Aside from the rest of your misguided post the below is the only real comment worth responding to.
Laws that don't fit with your philosophy are not, therefore, unconstitutional.
I see nothing in the constitution that it permits congress to prohibit drugs. If it were the 1920's I could point to the part of the constitution that prohibited alcohol -- the 18th amendment.. Please post the part of the constitution that you think permits congress to prohibit drugs.
You claim that I want the constitution to say whatever I want it to when in fact you are projecting. For it is you that want the constitution to to say what you want it to. Drug prohibition is unconstitutional. Apparently you find it difficult to acknowledge having lived your life under a false premise and chose to rationalize continued living under a false premise.
Zon: It seems abundantly clear to me that you've been manipulated into supporting collectivist.group-think.
Oh come on, you can do better than that! Call me a poo-poo head or something.
I couldn't resist responding. What argument do you give for supporting unconstitutional laws even if you weren't aware that they were unconstitutional? You give a group-think response in support of the laws being valid. They aren't valid. You've been manipulated, via your own lack of critical thinking and research, you've gone along to get along.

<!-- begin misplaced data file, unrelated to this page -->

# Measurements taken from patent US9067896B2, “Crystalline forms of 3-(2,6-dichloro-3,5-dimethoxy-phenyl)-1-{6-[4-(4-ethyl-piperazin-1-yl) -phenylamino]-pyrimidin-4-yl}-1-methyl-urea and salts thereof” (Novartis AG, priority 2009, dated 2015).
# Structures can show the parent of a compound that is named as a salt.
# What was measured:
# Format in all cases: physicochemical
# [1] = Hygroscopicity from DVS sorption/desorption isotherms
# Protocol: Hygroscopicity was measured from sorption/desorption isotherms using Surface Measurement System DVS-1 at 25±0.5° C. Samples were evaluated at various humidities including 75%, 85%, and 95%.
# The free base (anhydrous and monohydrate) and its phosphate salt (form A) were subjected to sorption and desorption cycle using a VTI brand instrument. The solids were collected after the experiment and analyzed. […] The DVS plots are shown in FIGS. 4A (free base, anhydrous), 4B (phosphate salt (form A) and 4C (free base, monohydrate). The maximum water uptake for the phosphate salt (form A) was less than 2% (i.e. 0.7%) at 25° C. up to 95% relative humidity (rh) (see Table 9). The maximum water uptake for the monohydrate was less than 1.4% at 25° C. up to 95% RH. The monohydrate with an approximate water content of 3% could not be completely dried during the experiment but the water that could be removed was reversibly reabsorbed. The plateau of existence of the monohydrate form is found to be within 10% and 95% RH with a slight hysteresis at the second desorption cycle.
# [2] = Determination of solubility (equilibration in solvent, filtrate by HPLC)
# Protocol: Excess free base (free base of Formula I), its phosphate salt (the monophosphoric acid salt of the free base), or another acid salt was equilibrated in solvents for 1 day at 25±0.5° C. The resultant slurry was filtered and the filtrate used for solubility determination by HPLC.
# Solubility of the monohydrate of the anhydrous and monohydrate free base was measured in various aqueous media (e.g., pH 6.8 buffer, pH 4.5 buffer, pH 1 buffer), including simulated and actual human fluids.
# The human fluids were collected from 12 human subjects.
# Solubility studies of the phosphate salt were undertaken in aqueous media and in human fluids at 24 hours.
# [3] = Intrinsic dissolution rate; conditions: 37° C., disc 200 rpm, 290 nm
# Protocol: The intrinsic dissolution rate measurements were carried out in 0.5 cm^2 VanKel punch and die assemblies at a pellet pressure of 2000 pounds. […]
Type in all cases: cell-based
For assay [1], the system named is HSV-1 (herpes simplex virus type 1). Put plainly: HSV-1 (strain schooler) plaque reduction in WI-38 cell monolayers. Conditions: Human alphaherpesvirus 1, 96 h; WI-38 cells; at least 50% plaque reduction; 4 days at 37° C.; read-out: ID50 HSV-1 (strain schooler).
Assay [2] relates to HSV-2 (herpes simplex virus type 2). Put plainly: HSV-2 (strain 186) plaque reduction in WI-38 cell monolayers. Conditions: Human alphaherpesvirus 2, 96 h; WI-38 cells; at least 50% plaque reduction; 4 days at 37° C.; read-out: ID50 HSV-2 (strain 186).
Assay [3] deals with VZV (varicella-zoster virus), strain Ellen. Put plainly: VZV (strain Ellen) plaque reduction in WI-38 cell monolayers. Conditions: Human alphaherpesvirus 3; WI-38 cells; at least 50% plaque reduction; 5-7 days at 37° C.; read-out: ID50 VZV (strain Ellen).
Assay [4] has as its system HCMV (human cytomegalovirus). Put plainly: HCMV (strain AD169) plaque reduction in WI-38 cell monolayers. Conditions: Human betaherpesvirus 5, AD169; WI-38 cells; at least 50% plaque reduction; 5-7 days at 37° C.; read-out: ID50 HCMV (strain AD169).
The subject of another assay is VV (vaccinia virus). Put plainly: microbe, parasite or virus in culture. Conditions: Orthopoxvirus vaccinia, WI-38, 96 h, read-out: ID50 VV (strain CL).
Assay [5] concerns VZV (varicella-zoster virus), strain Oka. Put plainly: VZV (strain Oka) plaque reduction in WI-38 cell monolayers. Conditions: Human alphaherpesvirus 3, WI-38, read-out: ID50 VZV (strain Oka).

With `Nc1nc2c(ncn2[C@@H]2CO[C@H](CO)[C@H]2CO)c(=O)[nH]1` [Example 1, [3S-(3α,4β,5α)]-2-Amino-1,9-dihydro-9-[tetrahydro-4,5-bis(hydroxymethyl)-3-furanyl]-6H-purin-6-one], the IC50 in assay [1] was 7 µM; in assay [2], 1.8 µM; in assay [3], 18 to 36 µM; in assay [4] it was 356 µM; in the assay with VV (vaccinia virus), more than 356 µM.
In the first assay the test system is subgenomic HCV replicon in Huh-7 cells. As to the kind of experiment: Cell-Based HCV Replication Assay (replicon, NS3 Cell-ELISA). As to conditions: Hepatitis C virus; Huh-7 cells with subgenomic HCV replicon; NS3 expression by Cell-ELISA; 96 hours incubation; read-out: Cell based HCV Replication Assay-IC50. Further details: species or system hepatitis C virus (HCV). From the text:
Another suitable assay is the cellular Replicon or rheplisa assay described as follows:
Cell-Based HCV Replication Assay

See LEAP (Law Enforcement Against Prohibition). A fast growing segment of persons that have or have had careers in the justice system. In the trenches of the drug war, so to speak. You don't want to believe me, fine. Perhaps persons in similar fields as yours will get through to you.
Well, tell that to the nine Supreme Court Justices and the line of cases going back 400 years that says it is a right.
Have we been wrong for the past 400 years? I'm just curious.
I can assure you that most would disagree.
Think about it... Waco was technically a raid that DID NOT NEED TO HAPPEN. They could have nabbed any number of the Davidians on their trips into town.
Then there are the monthly list of drug raids gone bad. Wrong addresses. No drugs found at the Right address. Ect...
Why not just grab 'em when they aren't at home? Get 'em on the street where they can't hole up, aren't near their weapons cache, and can be SEEN fro mall sides? Makes a hell of a lot more sense than an o-dark-thirty raid on a closed box.
Note: I'm not arguing Constitutionality or the rightness of the SCOTUS decision. I just think the whole "no-knock" proceedure itself is lazy fricken police work that has a LOT to recommend against it.
If a drug is produced in, say, Ohio, and sold there, from where does the federal government derive its jurisdiction to regulate this production and sale?
If you're regarding the commerce clause, the original intent of the CC was to prohibit the states from setting up barriers to entry. For example, charging a tariff to a saddle maker to transport his saddles into or through a state. The original intent had noting to do with regulating what products could be transported into or through a state. Nor did the original intent of the CC grant the government permission to regulate a product because it crossed state lines. A huge number of laws created in the last seventy years have been passed under a misinterpretation of the commerce clause. The misinterpretation of the CC has been as intentional as misinterpretation that the constitution is a living document is intentional.